Paralysis of the cerebral nerve: Eye movement disorder

Eye muscles are needed to make eye movements. A certain eye muscle, the musculus rectus lateralis, causes the movement of the eye outwards, away from the nose. This eye muscle is driven by the sixth cranial nerve (abducens nerve), which travels a long way from the brainstem to the rectus lateralis musculus. In some patients, the sixth cranial nerve is damaged or malfunctions, causing paralysis. When the patient presents only with the paralysis of the sixth cranial nerve, strabismus, double vision and amblyopia (a lazy eye) are the most important symptoms, although many additional (neurological) symptoms are possible, depending on the underlying condition. The prognosis is good when the patient has no other condition. Many treatment methods are available.

Synonyms paralysis sixth cranial nerve

A paralysis of the sixth cranial nerve is also known by these synonyms
  • nerve abducens parese
  • paralysis outer eye muscle nerve
  • sixth (brain) nerve palsy

Epidemiology eye movement disorder

2.5 out of 100,000 patients worldwide are affected with this eye movement disorder. The paralysis of the sixth cranial nerve occurs at any age. In children, a tumor is more common that leads to the eye problem, while in the elderly a stroke is more likely. Men and women are finally affected in equal numbers in the paralysis of the sixth cranial nerve.

Anatomy eye muscle and sixth cranial nerve

The eye has six eye muscles, each with its own effect. A muscle is attached to the outside of the eye, the so-called musculus rectus lateralis (outer straight eye muscle). The sixth cranial nerve sends signals to this little muscle. The eye then moves away from the nose as this muscle contracts. Each eye has its own musculus rectus lateralis that is controlled by its own brain nerve. The sixth cerebral nerve is located in the lower part of the brain and then goes through a long way to the lateral musculus. Sometimes damage occurs during that long way, as a result of which the nerve no longer works or works poorly. Because the rectus lateralis musculus no longer tightens properly, the eye rotates inwards towards the nose when the patient moves his eye.

Causes: Congenital or acquired form

Innate form

In some newborn patients, the paralysis of the sixth cranial nerve is already present at birth. This is sometimes due to an injury during delivery. Moreover, the sixth cranial nerve may be missing at birth. This occurs with the Duane syndrome.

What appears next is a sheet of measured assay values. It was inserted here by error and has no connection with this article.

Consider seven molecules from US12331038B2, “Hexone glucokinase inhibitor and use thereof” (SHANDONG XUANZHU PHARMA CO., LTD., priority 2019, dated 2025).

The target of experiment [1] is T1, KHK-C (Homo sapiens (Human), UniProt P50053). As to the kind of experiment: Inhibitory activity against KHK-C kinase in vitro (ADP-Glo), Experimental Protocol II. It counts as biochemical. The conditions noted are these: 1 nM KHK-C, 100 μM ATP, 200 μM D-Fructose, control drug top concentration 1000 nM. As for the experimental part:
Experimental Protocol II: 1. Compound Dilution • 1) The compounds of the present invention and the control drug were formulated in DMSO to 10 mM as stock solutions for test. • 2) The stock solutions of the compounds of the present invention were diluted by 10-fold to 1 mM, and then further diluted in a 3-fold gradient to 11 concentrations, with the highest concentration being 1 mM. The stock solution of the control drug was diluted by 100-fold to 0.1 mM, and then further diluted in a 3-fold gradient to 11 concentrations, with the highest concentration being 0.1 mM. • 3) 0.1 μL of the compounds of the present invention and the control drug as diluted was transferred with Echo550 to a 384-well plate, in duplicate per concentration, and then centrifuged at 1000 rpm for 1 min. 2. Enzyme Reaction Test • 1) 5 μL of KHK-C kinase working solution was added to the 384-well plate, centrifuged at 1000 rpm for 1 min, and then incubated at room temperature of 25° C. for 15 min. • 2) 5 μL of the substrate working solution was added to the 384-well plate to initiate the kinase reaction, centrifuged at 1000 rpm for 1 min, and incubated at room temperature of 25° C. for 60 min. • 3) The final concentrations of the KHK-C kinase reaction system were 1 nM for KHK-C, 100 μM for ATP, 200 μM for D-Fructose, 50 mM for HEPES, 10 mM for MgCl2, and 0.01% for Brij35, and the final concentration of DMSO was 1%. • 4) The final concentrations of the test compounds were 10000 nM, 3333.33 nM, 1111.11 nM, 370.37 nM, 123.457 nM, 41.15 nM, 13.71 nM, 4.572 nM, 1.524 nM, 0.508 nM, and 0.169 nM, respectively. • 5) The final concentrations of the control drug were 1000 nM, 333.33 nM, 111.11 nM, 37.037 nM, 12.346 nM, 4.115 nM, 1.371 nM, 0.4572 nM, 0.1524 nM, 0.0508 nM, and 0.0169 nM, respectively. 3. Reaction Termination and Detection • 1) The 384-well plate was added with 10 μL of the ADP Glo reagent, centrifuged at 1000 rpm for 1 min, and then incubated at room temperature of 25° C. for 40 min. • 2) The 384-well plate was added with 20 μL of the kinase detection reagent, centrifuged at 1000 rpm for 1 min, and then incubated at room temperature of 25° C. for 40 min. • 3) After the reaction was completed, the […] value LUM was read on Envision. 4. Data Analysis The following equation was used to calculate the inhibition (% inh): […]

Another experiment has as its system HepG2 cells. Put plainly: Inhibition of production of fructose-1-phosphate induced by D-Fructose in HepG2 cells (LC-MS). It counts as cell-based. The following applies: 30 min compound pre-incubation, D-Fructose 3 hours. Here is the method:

Acquired form

A number of patients develop paralysis of the sixth nerve later in life. Possible causes of this acquired form are a stroke (insufficient blood supply to the brain with mental and physical symptoms), a brain tumor, an infection (for example due to Lyme disease or a virus), migraine (attacks of an aura and / or unilateral headache) ), an inflammation of the nerves (for example due to an inflammatory disease such as multiple sclerosis (chronic neurological autoimmune disorder)), a trauma (especially with a skull fracture) and increased pressure in the brain, for example due to meningitis (meningitis with headache, fever and a stiff neck). Especially in children, trauma often results in an acquired paralysis of the sixth cranial nerve. Adults, on the other hand, often have a stroke that involves the paralysis of the sixth cranial nerve.


Sometimes the cause of the paralysis of the sixth cranial nerve is unknown. This is known in medical terms as "idiopathic".

Symptoms: Double vision, strabismus, amblyopia (lazy eye) and other (neurological) symptoms

The symptoms occur at birth or later in life. The patient sometimes only has paralysis of the sixth nerve and no other symptoms, which is known as "isolated paralysis of the sixth nerve". In addition, neurological or other symptoms may occur, known as "non-isolated paralysis of the sixth cranial nerve". Depending on the underlying cause, one or both eyes are affected.

Isolated paralysis of the sixth cranial nerve